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article imageFirms allocate bigger IT budgets as interest in AI and IoT mounts

By James Walker     Oct 13, 2017 in Technology
IT department budgets are set to increase in 2018 as firms dedicate resources to experimenting with AI and the Internet of Things. The drive towards the digital economy, automation and cloud-based analytics is leading businesses to prioritise IT spending.
Spiceworks' 2018 State of IoT report found 87 percent of businesses surveyed intend to stabilise or grow their IT budget in 2018. In many cases, this will lead to the hiring of new staff specialised in emerging areas of IT. Cloud services, automation, AI and VR are the biggest areas of interest, widely seen to offer transformative business impacts.
Larger firms look to the cloud
Most firms are preparing to allocate more resources to purchasing new cloud-based software. This spending isn't evenly distributed though, with smaller companies more likely to prioritise new hardware or on-premises software. 66 percent of companies with 1,000-4,999 employees said they'd spend more on cloud products next year while 72 percent of organisations with over 5,000 employees reported a budget increase.
Contextual information is an important part of cloud technology  especially when talking to someone ...
Contextual information is an important part of cloud technology, especially when talking to someone in a call center.
SMBs are tending towards purchasing more regular computer hardware, such as desktops and laptops. Only the larger firms seem to be prioritising cloud-oriented gear, such as networking equipment and server room maintenance. This finding points to a growing divide between the digital agility of small and large organisations.
"When looking at hardware budget breakdown by company size, smaller and mid-size outfits are more likely to invest in desktops in 2018," said Spiceworks. "Larger companies are much more likely to invest in power and climate to help ensure smooth sailing in the server room."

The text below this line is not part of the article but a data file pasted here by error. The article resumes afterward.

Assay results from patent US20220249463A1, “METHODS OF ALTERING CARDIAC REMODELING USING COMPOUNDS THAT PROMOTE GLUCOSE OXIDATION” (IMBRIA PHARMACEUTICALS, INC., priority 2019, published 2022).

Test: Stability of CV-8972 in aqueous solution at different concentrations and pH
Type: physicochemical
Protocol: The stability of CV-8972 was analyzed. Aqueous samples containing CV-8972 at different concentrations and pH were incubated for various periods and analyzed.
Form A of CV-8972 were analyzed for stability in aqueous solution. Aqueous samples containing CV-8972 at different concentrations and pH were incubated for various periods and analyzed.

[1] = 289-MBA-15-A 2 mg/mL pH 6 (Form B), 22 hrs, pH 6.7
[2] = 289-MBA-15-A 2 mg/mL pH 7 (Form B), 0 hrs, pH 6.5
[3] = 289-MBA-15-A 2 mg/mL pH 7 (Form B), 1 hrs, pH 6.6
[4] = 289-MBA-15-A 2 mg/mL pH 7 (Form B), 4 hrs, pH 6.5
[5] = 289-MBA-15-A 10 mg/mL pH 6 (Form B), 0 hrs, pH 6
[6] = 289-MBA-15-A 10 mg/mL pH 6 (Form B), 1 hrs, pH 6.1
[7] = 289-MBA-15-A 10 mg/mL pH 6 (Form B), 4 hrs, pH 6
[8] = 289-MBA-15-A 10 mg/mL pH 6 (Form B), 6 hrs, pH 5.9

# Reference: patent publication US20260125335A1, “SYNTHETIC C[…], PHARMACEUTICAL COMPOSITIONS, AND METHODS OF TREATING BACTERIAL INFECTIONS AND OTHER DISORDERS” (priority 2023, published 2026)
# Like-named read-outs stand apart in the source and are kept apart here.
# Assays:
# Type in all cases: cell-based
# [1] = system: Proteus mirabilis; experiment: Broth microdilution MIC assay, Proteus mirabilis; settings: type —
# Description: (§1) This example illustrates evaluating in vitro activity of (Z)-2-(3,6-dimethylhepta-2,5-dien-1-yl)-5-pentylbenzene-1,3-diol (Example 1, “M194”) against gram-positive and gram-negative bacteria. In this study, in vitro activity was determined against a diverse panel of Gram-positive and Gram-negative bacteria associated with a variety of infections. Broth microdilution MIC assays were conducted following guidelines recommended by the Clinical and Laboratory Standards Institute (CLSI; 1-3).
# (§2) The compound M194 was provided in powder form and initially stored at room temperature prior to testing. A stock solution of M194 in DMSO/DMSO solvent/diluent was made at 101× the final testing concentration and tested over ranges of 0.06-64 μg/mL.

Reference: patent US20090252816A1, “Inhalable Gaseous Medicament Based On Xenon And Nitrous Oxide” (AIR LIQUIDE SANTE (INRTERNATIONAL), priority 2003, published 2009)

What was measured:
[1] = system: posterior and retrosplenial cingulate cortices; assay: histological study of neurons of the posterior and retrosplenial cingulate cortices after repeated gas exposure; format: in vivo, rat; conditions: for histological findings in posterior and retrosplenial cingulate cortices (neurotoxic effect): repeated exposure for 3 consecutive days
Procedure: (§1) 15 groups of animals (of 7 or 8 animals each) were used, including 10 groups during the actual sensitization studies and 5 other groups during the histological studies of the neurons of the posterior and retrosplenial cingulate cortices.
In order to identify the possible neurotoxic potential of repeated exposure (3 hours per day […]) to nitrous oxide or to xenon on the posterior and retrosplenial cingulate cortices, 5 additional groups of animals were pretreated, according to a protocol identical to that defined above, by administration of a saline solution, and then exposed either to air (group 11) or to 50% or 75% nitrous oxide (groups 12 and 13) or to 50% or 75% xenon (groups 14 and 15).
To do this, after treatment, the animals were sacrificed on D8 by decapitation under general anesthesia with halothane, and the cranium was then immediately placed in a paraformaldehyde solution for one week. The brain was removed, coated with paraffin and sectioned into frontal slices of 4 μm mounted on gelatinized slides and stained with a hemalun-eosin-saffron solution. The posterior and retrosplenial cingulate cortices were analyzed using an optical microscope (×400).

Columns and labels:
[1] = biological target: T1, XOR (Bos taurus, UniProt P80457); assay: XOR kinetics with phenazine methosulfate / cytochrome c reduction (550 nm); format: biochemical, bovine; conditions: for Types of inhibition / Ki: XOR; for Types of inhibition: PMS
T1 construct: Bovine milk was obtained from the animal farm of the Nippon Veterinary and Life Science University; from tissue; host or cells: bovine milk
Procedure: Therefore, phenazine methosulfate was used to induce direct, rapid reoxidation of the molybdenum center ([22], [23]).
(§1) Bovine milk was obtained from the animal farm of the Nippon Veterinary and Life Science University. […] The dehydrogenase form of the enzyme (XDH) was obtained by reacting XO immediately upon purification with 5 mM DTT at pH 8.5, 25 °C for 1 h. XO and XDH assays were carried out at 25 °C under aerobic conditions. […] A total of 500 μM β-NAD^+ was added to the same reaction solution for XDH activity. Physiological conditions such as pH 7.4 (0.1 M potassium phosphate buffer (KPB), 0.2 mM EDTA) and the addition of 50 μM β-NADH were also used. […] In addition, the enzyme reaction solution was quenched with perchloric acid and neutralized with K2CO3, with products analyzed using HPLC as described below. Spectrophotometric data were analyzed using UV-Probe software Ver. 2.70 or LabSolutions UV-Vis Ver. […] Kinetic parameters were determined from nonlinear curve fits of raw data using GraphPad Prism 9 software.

Small businesses still inexperienced
Small companies that are utilising cloud-hosted software are generally using it as a replacement for on-premises packages. Amongst firms under 5,000 employees, cloud hosted products are most commonly used for backup storage, productivity services and email hosting.
Adoption of IaaS, PaaS and industry-specific apps is much lower than in firms above 5,000 employees. They are splitting their cloud budgets much more equally, testing out new "as-a-service" categories and relying on cloud providers to manage areas of their business.
AI and IoT a major focus
Across all organisations, interest in new technologies is high. 29 percent of firms have adopted IoT, with a further 19 percent planning to do so over the next year. By the end of 2018, 32 percent plan to be using VR and 30 percent intend to bring AI into their business. The potential efficiency improvements offered by these technologies aren't going unnoticed.
Customers increasingly want specialised IoT  not generic solutions
Customers increasingly want specialised IoT, not generic solutions
Field Engineer / Pexels
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The report suggests that most businesses are aware of the changing dynamics in the IT industry. It seems as though only larger firms are positioned to take advantage of the trend. Smaller firms are being constrained by a lack of resources, leaving them unable to access the full possibilities of the cloud.
The widespread adoption of emerging concepts, like IoT and VR, reveals optimism for the future is high. Small companies need to be able to access these technologies too though. Otherwise, the skills gap between them and their larger counterparts could be exaggerated by the digital economy, despite technology's potential to create a more accessible business climate.
More about digital transformation, digital disruption, Digital, Ai, IoT
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